|DATE:||November 7, 2012|
|SUBJECT:||Approval of End Products and Monitoring of End Product Sales|
The purpose of this policy memorandum is to clarify a State Distributing Agency's (SDA) responsibilities regarding (1) the approval of end products for processing; and (2) monitoring of sales of such end products to school food authorities (SF A) in the National School Lunch Program (NSLP) by reviewing a processor's monthly performance report. Further guidance in monitoring a processor's USDA Food inventory is included in Policy Memoranda FD-064 and FD-122. These two memoranda relate specifically to reducing a processor's excessive inventory and tracking negative inventories.
Approval of End Products
In accordance with National Processing Agreements (NPA), the Food and Nutrition Service (FNS) is responsible for review and approval of end product data schedules (EPDS) of multi-state processors. However, the SDA is responsible for approval of summary end product data schedules (SEPDS), which describe a processor's approved end products and allow such end products to be sold within the state. The SDA is also responsible for review and approval of EPDS of in-state processors with the exception of beef, pork and poultry product EPDS which are all subject to approval by the Agricultural Marketing Service (AMS).
Consistent with Policy Memorandum FD-125, the SDA should approve EPDS or SEPDS, as applicable, which will permit SFAs to receive desired end products, and should facilitate procurement of such end products by SFAs in the easiest manner possible, subject to Federal procurement requirements and processing regulations. While the SDA is not obligated to approve every end product produced by a processor that is available for sale to SFAs within the state, the SDA should work closely with SFAs and processors to adjust current EPDS or SEPDS, as necessary, or approve new EPDS or SEPDS, to ensure processing of end products that will assist schools in meeting the new NSLP meal pattern requirements.
Monitoring of End Product Sales
In reviewing monthly performance reports, the SDA must ensure that only end-products listed on approved EPDS and SEPDS are sold, and that such end products are sold only to SF As eligible to receive them. SFAs must have USDA Food inventories at the processor, en route to the processor, or on order for purchase and delivery to be eligible to purchase end products. As indicated in Policy Memorandum FD-122, although not recommended, the processor may choose to sell end products to eligible SF As in advance of USDA Food purchases, in which case it assumes liability if USDA is unable to make the purchases.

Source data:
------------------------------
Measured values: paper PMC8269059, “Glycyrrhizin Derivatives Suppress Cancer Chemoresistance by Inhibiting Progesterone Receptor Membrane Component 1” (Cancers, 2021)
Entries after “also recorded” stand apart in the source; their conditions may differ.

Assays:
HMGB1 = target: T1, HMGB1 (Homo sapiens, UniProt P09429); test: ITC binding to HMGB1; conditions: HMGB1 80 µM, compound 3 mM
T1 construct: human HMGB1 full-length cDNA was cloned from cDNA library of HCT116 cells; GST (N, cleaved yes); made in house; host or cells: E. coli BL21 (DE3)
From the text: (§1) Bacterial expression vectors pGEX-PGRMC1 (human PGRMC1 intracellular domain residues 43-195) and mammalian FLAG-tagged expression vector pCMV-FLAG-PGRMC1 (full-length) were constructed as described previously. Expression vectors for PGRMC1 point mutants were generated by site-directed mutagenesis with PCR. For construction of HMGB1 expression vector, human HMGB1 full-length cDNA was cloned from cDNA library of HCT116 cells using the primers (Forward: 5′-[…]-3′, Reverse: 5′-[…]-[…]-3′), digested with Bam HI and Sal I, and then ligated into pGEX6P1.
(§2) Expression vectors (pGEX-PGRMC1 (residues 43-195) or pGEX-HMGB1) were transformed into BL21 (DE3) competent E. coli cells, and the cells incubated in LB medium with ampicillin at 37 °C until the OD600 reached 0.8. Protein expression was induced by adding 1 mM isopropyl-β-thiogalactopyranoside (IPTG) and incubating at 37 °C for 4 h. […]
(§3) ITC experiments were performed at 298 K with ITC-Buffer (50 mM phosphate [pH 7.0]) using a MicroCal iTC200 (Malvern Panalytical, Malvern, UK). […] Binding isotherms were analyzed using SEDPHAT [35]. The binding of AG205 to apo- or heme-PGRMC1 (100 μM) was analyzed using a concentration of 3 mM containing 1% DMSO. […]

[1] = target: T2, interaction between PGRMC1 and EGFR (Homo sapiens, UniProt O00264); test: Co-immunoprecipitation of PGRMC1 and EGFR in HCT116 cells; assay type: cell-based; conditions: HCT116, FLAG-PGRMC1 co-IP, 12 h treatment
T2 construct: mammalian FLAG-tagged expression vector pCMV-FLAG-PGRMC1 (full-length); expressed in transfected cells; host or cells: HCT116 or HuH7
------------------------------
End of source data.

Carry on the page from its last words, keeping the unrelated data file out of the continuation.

If a processor or distributor sells end products that have not been approved in the state, or sells end products to ineligible SFAs, the SDA must take action to ensure that restitution of inventory is made for the quantity of the USDA Foods in the end products that were improperly sold. If end products are sold through a distributor, the processor is responsible for ensuring that the distributor is informed of the SF As eligible to receive end products, for drawing down the USDA Food inventory levels that it holds for such SFAs, and for keeping the distributor informed of the current inventory levels of each SFA. The processor may be held liable for a distributor's sale of end products to ineligible SFAs, or to SFAs that do not have sufficient USDA Food inventories at the processor. It is also important for the processor to ensure that the distributor provides notification of sale of end products in a timely manner, so that inventory levels may be correctly reported on monthly performance reports. Electronic tracking systems are available, and may be used by processors, distributors, or SDAs, to assist in monitoring USDA Food inventories and end product sales.
Restitution for the Value of USDA Food Losses
In accordance with 7 CFR 250. l 5(c) and 250.13( e)(2), if a processor or distributor sells end products that have not been approved or sells end products to ineligible SFAs, the SDA must ensure that restitution is made for the improperly distributed or used USDA Foods. The SDA must require the processor to replace the quantity of the USDA Food loss with equal quantity of commercially purchased food of the same generic identity, of U.S. origin, and of equal or better quality in all USDA purchase specifications, and to make the appropriate correction in reporting inventory on the monthly performance reports. If necessary, the SDA must take claim actions against the processor to recover the USDA Food loss, in accordance with the standards and procedures in FNS Instruction 410-1, Claims for Losses of Donated Foods and Related Administrative Losses-Procedures for the State Distributing Agency.
Food Distribution Division